Dov Weisglass, a special adviser to Sharon, recalled that Sharon became convinced based on conversations with then Secretary of State Condoleezza Rice that the international community, including the United States, would not accept a deteriorating stalemate, and that if Israel did not act, it would have an initiative imposed on it.  

Second, the impact of Israeli soldiers having to conduct police actions against the Palestinians weighed heavily on him, especially when reservists from elite commando units and the Air Force voiced their unwillingness to conduct operations in the West Bank and Gaza. 

Third, demographic trends made him worry that if Israel did not withdraw, it would risk losing its Jewish majority or its democratic character. But Sharon was intent on ensuring a Jewish State, even if it meant breaking with Likud, the party he had founded. 

Sharon was not an ideologue but a pragmatist. As circumstances changed, he adjusted.  

Settlements, in his eyes, were driven by security and topographical needs so long as Israel faced conventional military threats from its neighbors. Once those threats became supplanted by asymmetrical threats from terrorist groups, Israel’s political needs internationally became more important. He dealt with what he believed was necessary for the state, and nothing would stop him from achieving it.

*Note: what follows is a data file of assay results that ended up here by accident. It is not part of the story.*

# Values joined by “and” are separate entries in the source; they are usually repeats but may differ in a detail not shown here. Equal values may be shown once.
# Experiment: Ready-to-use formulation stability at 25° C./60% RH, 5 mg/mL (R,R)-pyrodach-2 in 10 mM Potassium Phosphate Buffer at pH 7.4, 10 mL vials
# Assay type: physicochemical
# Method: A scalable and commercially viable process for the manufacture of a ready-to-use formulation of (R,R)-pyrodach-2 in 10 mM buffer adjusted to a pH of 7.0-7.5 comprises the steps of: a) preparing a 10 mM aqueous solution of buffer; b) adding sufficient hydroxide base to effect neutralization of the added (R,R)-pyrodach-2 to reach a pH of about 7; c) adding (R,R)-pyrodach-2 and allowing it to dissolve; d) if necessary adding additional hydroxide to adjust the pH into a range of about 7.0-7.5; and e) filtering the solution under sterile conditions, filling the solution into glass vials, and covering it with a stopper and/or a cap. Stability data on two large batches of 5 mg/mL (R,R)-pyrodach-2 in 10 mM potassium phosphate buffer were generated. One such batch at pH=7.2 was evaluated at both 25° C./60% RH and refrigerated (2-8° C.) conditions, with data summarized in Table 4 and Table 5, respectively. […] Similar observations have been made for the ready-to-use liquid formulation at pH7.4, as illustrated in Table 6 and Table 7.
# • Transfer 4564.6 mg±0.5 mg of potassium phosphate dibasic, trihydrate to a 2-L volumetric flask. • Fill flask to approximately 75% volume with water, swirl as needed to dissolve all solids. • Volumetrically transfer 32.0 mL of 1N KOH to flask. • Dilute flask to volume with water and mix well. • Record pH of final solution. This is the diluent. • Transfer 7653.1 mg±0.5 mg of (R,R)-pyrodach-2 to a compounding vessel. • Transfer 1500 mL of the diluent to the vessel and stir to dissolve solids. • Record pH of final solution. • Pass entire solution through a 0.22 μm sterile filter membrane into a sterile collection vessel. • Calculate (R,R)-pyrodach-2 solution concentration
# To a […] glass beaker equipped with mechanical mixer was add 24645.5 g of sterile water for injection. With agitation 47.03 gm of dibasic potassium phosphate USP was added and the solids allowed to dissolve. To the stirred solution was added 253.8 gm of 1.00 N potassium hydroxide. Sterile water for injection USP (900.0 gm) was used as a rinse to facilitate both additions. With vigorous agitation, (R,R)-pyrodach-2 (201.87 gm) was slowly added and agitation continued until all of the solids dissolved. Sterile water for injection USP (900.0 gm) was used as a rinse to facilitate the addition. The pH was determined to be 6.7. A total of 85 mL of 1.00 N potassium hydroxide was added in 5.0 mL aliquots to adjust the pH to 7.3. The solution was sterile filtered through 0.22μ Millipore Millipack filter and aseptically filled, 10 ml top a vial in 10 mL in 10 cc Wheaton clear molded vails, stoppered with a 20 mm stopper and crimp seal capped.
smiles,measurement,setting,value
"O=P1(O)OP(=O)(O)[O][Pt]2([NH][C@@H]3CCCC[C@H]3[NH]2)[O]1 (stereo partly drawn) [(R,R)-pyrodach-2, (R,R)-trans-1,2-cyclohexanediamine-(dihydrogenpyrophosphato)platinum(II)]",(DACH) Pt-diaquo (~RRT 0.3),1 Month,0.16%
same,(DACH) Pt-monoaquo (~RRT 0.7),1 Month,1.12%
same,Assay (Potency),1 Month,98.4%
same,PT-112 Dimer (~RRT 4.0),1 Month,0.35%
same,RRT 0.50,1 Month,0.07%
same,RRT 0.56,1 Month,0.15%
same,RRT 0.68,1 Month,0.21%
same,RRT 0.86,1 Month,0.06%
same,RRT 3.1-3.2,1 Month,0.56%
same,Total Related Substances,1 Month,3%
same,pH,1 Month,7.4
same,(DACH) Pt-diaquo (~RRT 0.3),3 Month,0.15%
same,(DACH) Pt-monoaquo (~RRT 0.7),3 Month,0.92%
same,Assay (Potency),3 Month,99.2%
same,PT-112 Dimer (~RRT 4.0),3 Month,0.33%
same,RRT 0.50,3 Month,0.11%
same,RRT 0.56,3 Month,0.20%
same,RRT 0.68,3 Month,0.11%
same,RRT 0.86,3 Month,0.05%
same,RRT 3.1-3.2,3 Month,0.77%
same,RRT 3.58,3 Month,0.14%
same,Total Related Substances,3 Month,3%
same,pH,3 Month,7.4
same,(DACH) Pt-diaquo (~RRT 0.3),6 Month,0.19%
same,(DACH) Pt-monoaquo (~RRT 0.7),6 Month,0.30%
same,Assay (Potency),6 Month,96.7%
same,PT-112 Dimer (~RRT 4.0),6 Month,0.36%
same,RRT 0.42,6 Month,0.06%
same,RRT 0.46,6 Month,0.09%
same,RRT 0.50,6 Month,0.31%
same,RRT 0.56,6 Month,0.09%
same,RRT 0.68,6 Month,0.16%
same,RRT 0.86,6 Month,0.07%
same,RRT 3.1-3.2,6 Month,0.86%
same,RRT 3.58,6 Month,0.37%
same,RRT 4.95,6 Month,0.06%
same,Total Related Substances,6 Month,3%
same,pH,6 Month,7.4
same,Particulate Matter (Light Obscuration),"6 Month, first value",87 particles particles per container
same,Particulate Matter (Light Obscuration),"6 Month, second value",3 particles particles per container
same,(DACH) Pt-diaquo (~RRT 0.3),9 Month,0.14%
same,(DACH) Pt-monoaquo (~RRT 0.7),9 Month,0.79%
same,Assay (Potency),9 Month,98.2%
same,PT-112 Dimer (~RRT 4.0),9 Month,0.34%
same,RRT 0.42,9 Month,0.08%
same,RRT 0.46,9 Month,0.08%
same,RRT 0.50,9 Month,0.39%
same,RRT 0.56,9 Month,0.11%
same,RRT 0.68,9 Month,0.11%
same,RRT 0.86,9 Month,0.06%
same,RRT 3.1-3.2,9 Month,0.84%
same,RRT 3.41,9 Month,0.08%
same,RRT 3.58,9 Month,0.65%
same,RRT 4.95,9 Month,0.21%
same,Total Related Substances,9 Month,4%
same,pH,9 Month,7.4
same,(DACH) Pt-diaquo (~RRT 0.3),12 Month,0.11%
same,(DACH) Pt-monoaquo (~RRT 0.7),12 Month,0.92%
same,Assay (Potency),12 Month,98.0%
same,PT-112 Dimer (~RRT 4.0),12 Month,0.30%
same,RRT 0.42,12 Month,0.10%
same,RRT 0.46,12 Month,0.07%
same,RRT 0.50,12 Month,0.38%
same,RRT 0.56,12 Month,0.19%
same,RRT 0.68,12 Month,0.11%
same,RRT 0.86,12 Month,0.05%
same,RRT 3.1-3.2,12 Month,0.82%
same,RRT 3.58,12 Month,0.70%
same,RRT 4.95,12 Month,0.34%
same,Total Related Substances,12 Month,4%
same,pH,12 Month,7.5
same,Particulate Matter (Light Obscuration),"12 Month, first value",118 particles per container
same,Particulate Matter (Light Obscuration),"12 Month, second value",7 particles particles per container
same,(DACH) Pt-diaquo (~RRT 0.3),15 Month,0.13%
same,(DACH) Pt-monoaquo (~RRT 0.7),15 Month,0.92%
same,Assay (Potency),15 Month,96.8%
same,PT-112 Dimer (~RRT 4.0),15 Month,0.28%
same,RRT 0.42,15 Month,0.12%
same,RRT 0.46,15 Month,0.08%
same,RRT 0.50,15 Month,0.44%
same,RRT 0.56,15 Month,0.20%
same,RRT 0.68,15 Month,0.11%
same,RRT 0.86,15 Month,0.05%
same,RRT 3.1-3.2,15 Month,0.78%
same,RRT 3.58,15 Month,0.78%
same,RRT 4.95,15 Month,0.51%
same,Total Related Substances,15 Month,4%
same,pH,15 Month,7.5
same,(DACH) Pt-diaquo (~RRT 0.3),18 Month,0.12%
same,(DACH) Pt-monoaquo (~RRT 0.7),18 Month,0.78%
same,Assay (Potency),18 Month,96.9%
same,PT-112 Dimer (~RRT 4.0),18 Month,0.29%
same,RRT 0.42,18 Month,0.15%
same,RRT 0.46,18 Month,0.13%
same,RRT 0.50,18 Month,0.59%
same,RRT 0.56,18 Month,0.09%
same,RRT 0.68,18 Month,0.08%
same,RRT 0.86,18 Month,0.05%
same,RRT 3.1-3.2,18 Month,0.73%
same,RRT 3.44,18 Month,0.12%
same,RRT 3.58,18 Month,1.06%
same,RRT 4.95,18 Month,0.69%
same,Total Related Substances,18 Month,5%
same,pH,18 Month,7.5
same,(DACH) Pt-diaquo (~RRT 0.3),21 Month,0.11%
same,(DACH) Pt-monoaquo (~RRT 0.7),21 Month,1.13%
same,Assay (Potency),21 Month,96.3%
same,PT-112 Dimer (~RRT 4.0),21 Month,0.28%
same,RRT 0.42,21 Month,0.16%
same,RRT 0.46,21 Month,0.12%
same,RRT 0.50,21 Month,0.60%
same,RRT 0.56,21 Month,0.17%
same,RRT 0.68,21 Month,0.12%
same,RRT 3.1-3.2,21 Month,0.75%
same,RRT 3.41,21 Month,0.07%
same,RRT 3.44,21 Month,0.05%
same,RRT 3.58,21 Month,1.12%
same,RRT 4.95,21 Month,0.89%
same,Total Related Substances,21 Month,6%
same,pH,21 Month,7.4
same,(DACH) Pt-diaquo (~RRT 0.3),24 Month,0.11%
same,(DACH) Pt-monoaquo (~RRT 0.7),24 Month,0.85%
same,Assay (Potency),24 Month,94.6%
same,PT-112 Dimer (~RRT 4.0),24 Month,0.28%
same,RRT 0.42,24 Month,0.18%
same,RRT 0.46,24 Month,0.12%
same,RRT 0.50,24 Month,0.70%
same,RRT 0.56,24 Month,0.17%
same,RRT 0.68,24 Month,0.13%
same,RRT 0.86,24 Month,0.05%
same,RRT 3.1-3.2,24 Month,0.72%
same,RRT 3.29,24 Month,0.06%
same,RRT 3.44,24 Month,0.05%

Today, Israel faces a looming, fateful choice. A little over three-quarters of all Israeli settlers live in about 5 percent of the West Bank that is closest to the June 4, 1967 lines. If Israel keeps building outside of the settlement blocs, Israel is on a path where it may soon lose the ability to separate from Palestinians. To face this challenge, Israel needs a leader who will rise to the occasion — and who recognizes the stakes and not just the cost of action, but also of inaction.

Because the Palestinians are divided now between Fatah and the Palestinian Authority in the West Bank and Hamas in Gaza, two states are impossible at this stage, and the issue of building outside of the settlement blocs is not an issue in the Israeli election. But whoever wins that election and forms a government will face the reality that separation may soon be lost as an option unless a decision — a courageous political decision given the weight of the settler movement in Israel — is taken.

Dennis Ross and David Makovsky are co-authors of “Be Strong and of Good Courage,” (PublicAffairs/Hachette), which was released last week. Makovsky (at left), a St. Louis native, is the Ziegler distinguished fellow at The Washington Institute for Near East Policy and director of the institute’s Project on Arab-Israel Relations.  Ross (at right)  is a former U.S. ambassador and a fellow at the Washington Institute for Near East Policy. Their commentary was distributed by JTA.